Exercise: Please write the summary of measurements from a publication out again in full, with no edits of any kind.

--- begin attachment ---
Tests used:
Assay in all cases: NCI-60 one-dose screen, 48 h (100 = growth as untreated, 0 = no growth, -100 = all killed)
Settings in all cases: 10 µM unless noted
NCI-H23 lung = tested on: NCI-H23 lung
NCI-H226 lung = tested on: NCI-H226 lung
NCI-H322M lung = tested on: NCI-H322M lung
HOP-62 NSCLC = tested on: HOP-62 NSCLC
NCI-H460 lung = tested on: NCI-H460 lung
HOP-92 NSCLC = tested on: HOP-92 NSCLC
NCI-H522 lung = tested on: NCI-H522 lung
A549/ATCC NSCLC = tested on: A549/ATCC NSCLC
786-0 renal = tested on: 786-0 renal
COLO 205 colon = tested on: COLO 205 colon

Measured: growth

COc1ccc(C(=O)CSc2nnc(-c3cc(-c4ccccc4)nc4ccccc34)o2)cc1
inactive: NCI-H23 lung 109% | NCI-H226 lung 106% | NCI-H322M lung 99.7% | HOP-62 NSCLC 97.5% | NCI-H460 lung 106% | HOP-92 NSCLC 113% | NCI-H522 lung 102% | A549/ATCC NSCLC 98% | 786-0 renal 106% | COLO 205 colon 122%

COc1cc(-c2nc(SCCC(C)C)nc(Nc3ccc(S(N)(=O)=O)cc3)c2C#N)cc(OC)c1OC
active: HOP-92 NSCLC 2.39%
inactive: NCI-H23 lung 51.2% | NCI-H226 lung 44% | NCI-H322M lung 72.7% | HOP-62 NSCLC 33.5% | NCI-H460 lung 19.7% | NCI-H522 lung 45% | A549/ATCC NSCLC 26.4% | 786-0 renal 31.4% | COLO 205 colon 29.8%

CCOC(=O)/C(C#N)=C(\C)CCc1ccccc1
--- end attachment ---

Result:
Tests used:
Assay in all cases: NCI-60 one-dose screen, 48 h (100 = growth as untreated, 0 = no growth, -100 = all killed)
Settings in all cases: 10 µM unless noted
NCI-H23 lung = tested on: NCI-H23 lung
NCI-H226 lung = tested on: NCI-H226 lung
NCI-H322M lung = tested on: NCI-H322M lung
HOP-62 NSCLC = tested on: HOP-62 NSCLC
NCI-H460 lung = tested on: NCI-H460 lung
HOP-92 NSCLC = tested on: HOP-92 NSCLC
NCI-H522 lung = tested on: NCI-H522 lung
A549/ATCC NSCLC = tested on: A549/ATCC NSCLC
786-0 renal = tested on: 786-0 renal
COLO 205 colon = tested on: COLO 205 colon

Measured: growth

COc1ccc(C(=O)CSc2nnc(-c3cc(-c4ccccc4)nc4ccccc34)o2)cc1
inactive: NCI-H23 lung 109% | NCI-H226 lung 106% | NCI-H322M lung 99.7% | HOP-62 NSCLC 97.5% | NCI-H460 lung 106% | HOP-92 NSCLC 113% | NCI-H522 lung 102% | A549/ATCC NSCLC 98% | 786-0 renal 106% | COLO 205 colon 122%

COc1cc(-c2nc(SCCC(C)C)nc(Nc3ccc(S(N)(=O)=O)cc3)c2C#N)cc(OC)c1OC
active: HOP-92 NSCLC 2.39%
inactive: NCI-H23 lung 51.2% | NCI-H226 lung 44% | NCI-H322M lung 72.7% | HOP-62 NSCLC 33.5% | NCI-H460 lung 19.7% | NCI-H522 lung 45% | A549/ATCC NSCLC 26.4% | 786-0 renal 31.4% | COLO 205 colon 29.8%

CCOC(=O)/C(C#N)=C(\C)CCc1ccccc1